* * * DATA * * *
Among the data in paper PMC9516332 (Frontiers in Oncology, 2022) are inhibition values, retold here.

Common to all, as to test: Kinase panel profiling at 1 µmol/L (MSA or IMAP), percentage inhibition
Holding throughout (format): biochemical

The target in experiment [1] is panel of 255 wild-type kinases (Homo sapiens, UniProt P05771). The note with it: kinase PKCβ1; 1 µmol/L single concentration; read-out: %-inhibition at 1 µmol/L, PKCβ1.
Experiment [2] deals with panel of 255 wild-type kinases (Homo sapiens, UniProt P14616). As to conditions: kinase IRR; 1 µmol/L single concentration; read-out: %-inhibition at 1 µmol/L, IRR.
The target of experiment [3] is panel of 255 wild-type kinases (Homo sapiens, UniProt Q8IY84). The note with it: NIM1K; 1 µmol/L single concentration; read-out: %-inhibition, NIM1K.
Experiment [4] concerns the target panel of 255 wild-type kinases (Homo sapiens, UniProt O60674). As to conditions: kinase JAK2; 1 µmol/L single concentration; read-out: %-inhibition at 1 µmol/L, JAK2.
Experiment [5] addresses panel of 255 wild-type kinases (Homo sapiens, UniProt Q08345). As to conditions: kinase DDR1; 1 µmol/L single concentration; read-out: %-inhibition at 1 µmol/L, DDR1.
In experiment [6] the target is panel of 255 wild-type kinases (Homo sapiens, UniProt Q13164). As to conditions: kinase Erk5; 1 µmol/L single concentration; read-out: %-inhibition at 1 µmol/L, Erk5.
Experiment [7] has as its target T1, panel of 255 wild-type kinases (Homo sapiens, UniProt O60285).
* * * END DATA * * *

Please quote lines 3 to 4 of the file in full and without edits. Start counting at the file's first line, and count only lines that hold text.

Holding throughout (format): biochemical

The target in experiment [1] is panel of 255 wild-type kinases (Homo sapiens, UniProt P05771). The note with it: kinase PKCβ1; 1 µmol/L single concentration; read-out: %-inhibition at 1 µmol/L, PKCβ1.